Xander asks Willow if Buffy’s wearing the bracelet he gave her. He thinks they’re basically going out. You know, without all the stuff that comes with going out, or Buffy’s knowledge that they’re going out. Xander says Willow’s a great friend – like a guy who knows about girl stuff. Yay? The list is up announcing who made the squad, and Amy’s lucky because Cordelia’s on it. Buffy is the first alternate, and Amy is third.

Amy runs off, upset. Buffy follows her, noting that on the bright side, tryouts are over. She invites Amy over to hang out after school and eat brownies. Amy says she can’t do any more than she’s already done to make the squad. This would never happen to Catherine. Someone uses the cauldron and dolls again, this time naming a doll Cordelia, wrapping a band around the doll’s eyes, and asking something or another to “feed on her.”

The next day, Joyce shows Buffy her high school yearbook and suggests that she join the yearbook staff. Joyce was photo editor of hers and got to be on every page. Buffy tells her that’s for nerds. Joyce enjoyed it, but Buffy says she’s into other things. Joyce notes that those things got her kicked out of her old school. They had to move all the way to Sunnydale to find a decent school that would let her attend. That’s too far, and Buffy has hurt feelings now. Joyce beats herself up for that.

At school, Xander and Willow notice Cordelia wandering down the hall, not stopping to insult them. It’s like they’re invisible – kind of how Xander is to Buffy. He blends into the scenery when they’re together. He decides to stop being subtle and just ask her out. As Buffy approaches and Xander psychs himself up, Buffy sees that Cordelia is acting weird. She ditches her friends to follow Cordelia.

It’s Cordelia’s turn to drive in driver’s ed, though she doesn’t want to. The teacher makes her, and she takes the car on a bit of a joyride before crashing. Cordelia gets out of the car and ends up in the middle of the road. Buffy runs over to push her out of the way just before a truck runs her over. Cordelia’s eyes have turned white, and she can’t see anything.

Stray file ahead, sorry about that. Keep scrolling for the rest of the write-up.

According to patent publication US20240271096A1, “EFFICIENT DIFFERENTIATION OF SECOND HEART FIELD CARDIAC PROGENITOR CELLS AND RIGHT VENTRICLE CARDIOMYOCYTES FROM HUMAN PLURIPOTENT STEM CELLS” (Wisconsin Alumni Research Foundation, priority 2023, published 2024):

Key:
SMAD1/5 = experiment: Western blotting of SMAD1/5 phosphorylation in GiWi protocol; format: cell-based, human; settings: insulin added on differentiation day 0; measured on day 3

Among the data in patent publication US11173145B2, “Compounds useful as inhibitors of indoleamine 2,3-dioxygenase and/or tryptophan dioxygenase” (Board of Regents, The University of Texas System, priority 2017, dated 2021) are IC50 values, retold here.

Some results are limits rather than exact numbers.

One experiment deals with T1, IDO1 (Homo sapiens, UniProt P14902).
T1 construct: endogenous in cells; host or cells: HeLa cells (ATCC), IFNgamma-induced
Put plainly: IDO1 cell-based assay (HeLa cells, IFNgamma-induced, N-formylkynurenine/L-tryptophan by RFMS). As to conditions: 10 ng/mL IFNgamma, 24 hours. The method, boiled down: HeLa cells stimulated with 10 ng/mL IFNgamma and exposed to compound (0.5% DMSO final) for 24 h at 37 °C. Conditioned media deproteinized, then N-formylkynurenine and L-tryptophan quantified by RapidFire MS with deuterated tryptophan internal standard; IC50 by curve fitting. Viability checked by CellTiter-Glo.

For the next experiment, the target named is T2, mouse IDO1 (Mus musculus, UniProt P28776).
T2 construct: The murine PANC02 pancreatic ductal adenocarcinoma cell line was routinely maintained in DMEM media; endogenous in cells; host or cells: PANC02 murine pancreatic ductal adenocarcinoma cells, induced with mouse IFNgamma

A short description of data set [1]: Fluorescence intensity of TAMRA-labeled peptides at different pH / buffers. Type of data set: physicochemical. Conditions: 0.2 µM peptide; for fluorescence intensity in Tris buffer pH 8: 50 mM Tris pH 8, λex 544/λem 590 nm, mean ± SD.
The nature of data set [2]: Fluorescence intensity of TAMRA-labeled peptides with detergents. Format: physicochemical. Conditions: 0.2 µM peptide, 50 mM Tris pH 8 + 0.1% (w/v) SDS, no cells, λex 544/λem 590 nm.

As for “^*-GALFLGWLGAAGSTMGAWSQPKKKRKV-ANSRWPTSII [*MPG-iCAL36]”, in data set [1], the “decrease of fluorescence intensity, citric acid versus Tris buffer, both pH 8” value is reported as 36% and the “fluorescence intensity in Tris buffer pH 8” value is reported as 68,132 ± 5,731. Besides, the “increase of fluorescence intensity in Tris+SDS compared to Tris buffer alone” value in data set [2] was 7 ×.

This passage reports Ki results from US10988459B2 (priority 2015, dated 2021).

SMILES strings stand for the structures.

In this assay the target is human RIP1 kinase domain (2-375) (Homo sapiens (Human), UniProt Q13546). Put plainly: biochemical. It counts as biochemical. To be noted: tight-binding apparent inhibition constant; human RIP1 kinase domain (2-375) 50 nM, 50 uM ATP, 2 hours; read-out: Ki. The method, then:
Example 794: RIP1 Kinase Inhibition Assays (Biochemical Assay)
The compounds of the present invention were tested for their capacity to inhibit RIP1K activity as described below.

In the library, Giles says this is classic witchcraft. He just doesn’t know why someone would want to hurt Cordelia. “Maybe because they met her?” Willow quips. Since this is the second cheerleader who’s been harmed, they’re probably dealing with someone who doesn’t like cheerleading…or someone who likes it too much. Willow and Buffy both suggest Amy. Maybe she’s turned to witchcraft to get a spot on the squad.

Giles thinks that’s crazy, but Buffy gets it – if you’re not a “picture-perfect carbon copy” of a parent, that parent might not be happy. Xander thinks they should just grab Amy and get to the bottom of things. Giles notes that if they’re right about her being a witch, that’s too dangerous. Willow checks the computer to see if Amy’s checked out books on witchcraft, as Xander protests. That’s just because he’s checked out books on witchcraft. (He just likes to look at the semi-nude engravings.)